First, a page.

Shallow wading pools can bring deep trouble

Mary Lou Jay

That small wading pool in your backyard can be just as hazardous to your child’s safety as a larger in-ground or above-ground pool, according to research from Nationwide Children’s Hospital.

The study, which appeared in the July 2011 issue of Pediatrics, was conducted by researchers at the hospital’s Center for Injury Research and Policy. They found that one child in the U.S. drowns every five days during the summer after submersion in a portable pool. Almost all the accidental drownings (94 percent) involved children under age 5, and the deaths usually occurred in the children’s own backyards.

Shallow wading pools can bring deep trouble
Shallow wading pools can bring deep trouble

Parents may be lulled into a false sense of safety by the fact that portable pools are shallower than larger pools and, therefore, may exercise less caution than they would if their child were around deeper water. They may chat with a neighbor, go in the house to answer a phone or attend to chores while the children are playing in the pool. But it takes very little time for a child to slip and become submerged. The Nationwide Children’s Hospital study found that in 40 percent of the drowning cases, an adult actually was there but had been distracted.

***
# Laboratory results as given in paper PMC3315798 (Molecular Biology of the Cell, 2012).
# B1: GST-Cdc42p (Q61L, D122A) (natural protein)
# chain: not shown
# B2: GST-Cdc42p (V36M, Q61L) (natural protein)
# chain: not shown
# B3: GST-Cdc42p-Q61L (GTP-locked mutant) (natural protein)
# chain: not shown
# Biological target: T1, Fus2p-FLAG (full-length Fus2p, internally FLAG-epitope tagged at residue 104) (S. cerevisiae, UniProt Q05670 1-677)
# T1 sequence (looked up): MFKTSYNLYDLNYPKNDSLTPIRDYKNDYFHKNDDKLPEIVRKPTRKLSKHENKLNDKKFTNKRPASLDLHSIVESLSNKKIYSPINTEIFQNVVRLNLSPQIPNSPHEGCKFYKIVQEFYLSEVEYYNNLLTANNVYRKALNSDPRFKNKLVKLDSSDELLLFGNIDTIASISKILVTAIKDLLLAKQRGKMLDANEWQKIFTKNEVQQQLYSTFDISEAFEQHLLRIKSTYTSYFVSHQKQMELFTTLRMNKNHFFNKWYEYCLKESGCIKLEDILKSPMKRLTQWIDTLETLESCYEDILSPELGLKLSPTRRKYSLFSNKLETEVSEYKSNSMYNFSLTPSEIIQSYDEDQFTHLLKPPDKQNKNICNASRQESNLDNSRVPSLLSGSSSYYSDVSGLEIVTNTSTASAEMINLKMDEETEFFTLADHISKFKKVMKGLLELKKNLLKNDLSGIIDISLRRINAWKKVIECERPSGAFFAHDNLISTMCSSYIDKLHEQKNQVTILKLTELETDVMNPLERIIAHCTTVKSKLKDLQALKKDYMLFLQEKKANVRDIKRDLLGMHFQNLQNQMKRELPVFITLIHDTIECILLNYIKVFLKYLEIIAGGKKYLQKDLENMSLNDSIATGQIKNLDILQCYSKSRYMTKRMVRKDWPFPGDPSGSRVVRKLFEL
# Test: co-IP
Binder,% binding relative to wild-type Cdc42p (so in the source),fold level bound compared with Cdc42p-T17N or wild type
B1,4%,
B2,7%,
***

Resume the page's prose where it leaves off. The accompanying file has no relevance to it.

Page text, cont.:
No matter what type of pool you have, children and water can be a dangerous mix. The U.S. Consumer Product Safety Commission found that between 2008 and 2010, hospital emergency departments treated a yearly average of 5,100 children under age 15 for injuries caused by submersion in pools or spas. During that same period, 383 pool- or spa-related submersion deaths occurred. Seventy-six percent of the deaths and 79 percent of the injuries treated in emergency rooms involved children under age 5.

The Center for Injury Research and Policy and the American Red Cross offer some suggestions for keeping children safe around all types of pools:

  • Make sure the children always are supervised when they’re in the water.
  • Empty wading pools after playtime is over. If you can’t empty the pool, take all the toys out so children won’t be tempted to reach in for them.
  • Fence in the area of the yard where you’re going to use the pool (this is usually required by local codes for larger pools). Make sure that the area is secure, and take away any items (like lawn furniture) that kids could use to climb over a fence. Swimming pools fall into the category of “attractive nuisances,” and homeowners are liable for any injuries sustained while others use them.
  • Put alarms on doors so you know if a toddler has left the house. If a child is missing, check the pool first. Quick action could save a life.
  • Keep a cellphone and CPR instructions by the pool in case of an emergency.
  • Teach your children the basics of water safety, and enroll them in swimming classes.

It’s also a good idea to check your home insurance policy to be sure it will cover you if someone is hurt while splashing around in a portable pool.

Leave a Comment